17532

IDEA 135

 Games at Work: PARTICIPATION, PROCEDURE, AND PLAY

Ben Coonley

Keith O'Hara

M  W    1:30pm-4:30pm

RKC 100

AVERY 333

MC

PA

MATC

PART

Cross-listed: Computer Science; Film and Electronic Arts;  Experimental Humanities  8 credits This course is an intensive, interdisciplinary investigation of games and their pervasive role in contemporary life. What constitutes a game? Why do people play them? What makes digital games different from non-digital games? What roles do games play in contemporary culture? How have game-like incentive systems and other forms of "gamification" infused non-game contexts, such as social media, fine art, democracy, education, war, and the modern workplace? Do games and "gamer" culture effectively preclude, privilege, include, or exclude certain groups, identities, and worldviews? Course readings, screenings, and mandatory game play will augment and inform our investigation of these questions and beyond. The primary coursework will consist of game creation using tools and methodologies from computer science and electronic art. Students will create original games (non-digital and digital video games), both independently and in groups. This work will be augmented by short assignments designed to build fluency in visual art creation and interactive game design through short exercises in coding in Javascript, visual design applications, and Unity, a game design application. Assignments will push students to develop experimental and critical approaches to game creation.  This course is restricted to students in the lower college. Students with little experience playing games and/or a healthy skepticism about the cultural and artistic value of games are encouraged to apply. No prerequisites. Application procedure: Email bcoonley@bard.edu and kohara@bard.edu one paragraph (no more than 100 words) explaining your interest in taking this course. Class size: 16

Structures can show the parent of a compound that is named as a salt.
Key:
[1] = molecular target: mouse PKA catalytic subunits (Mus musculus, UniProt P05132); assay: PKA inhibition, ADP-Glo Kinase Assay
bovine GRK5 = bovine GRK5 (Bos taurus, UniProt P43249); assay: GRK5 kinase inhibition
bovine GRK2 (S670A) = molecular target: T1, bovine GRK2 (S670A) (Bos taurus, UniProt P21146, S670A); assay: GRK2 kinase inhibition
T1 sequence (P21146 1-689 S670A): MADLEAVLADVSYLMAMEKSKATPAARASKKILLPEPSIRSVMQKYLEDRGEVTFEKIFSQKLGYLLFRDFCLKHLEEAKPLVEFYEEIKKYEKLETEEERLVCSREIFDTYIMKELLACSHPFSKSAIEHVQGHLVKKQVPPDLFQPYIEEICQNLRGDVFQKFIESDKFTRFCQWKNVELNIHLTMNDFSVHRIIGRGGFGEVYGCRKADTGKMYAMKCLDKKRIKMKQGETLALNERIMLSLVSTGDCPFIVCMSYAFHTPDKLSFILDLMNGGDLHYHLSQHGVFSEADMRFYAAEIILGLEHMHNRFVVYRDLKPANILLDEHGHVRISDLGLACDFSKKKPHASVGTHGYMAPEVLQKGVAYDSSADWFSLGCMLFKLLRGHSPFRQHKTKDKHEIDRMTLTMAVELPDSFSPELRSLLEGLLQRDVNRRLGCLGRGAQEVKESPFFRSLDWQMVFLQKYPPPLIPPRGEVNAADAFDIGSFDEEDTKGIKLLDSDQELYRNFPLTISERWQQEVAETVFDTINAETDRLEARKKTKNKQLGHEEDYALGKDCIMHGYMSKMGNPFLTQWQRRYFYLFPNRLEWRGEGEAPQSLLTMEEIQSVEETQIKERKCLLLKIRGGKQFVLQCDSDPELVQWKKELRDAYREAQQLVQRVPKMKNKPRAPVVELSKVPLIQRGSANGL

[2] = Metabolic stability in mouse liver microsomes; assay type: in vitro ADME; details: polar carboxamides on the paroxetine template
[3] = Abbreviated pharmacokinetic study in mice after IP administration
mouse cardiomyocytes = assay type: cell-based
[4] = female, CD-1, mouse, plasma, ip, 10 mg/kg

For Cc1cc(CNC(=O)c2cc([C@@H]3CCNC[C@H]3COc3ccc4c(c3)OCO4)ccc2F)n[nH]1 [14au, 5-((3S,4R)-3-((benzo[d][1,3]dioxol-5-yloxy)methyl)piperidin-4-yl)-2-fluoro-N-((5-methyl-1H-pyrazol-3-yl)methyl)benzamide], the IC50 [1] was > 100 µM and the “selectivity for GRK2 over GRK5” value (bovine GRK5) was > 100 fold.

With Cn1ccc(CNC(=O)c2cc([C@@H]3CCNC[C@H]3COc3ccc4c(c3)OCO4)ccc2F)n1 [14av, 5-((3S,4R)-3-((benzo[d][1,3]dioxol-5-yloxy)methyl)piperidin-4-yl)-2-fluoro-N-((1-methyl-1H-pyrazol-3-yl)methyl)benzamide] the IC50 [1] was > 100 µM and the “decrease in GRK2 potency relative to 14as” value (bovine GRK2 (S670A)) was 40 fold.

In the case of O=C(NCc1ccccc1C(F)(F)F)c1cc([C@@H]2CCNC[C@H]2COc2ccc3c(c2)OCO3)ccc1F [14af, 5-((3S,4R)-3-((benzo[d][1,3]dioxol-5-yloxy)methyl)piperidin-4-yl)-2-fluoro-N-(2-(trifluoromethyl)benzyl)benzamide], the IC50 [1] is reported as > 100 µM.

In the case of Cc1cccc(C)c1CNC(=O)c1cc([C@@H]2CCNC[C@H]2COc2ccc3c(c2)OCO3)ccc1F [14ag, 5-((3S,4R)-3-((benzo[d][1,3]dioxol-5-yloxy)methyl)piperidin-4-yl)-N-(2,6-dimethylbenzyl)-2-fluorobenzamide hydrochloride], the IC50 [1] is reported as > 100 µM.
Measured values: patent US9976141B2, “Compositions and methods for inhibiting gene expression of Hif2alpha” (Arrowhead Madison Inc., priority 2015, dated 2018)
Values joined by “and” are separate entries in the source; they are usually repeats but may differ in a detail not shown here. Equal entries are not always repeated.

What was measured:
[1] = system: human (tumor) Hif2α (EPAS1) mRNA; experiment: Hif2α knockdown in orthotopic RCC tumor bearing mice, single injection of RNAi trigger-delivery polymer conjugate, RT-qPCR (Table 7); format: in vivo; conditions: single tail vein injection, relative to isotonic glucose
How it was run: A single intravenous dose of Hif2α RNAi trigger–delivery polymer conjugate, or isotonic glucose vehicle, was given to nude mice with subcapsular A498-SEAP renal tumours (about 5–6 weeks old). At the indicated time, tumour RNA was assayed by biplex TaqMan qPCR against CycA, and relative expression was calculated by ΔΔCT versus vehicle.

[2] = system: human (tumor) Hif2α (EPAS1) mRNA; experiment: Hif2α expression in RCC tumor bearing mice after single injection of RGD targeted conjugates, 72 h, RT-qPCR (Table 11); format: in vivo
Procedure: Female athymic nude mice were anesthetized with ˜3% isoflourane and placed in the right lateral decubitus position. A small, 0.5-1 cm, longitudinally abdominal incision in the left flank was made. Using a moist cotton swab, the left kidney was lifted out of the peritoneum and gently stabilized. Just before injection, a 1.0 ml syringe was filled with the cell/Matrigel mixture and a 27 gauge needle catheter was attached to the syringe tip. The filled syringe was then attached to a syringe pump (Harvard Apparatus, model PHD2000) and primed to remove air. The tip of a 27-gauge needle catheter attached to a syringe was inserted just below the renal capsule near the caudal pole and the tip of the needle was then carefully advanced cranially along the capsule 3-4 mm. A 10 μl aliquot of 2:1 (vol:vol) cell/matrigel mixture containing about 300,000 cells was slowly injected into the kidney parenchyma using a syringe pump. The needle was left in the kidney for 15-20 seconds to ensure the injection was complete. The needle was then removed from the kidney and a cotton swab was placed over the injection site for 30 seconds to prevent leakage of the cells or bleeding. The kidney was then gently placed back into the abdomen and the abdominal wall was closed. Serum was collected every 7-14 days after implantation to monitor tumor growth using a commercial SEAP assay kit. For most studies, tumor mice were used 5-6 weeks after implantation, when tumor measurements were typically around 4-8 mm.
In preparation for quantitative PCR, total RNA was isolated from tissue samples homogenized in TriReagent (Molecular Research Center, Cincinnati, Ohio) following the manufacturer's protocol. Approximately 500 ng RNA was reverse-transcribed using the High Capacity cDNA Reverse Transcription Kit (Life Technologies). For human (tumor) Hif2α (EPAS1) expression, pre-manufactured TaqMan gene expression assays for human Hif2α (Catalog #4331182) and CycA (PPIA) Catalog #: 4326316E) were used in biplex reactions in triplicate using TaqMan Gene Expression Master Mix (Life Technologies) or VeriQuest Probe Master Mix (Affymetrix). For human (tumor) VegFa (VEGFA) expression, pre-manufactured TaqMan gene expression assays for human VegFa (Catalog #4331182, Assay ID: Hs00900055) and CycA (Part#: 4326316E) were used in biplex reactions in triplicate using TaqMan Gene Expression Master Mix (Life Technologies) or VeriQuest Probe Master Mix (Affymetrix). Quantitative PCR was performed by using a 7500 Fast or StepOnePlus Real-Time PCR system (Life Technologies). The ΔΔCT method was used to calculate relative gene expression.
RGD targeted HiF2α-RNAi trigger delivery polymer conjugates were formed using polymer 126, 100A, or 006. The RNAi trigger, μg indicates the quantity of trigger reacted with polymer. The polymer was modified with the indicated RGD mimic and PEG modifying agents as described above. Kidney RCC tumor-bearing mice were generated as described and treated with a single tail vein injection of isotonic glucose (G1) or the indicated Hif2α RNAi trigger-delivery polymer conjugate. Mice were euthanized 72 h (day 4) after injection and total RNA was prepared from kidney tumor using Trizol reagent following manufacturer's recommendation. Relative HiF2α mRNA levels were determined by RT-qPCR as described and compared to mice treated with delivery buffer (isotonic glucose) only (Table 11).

17134

CMSC 143

 Object-Oriented ProgRAMMING WITH RObots

Khondaker Salehin

        LAB:

M  W    10:10am-11:30am

    F      10:30am-12:30pm

RKC 107

MC

MATC

Cross-listed: Experimental Humanities; Mind, Brain, Behavior This course introduces studentsto object-oriented design and programming through the design and implementation of mobile robot programs. The programs will enable the robot to move around the world, reacting to sensors such as obstacle detectors and a color camera.  Students will learn how to move from an informal problem statement, through increasingly precise problem specifications, to design and implementation of a solution.  Good programming habits will be emphasized. Prerequisite: any Introduction to Computing course, or permission of the instructor.  Class size: 18

 

17135

CMSC 145

 Discrete Math

Robert McGrail

 T  Th 10:10am-11:30am

RKC 100

MC

MATC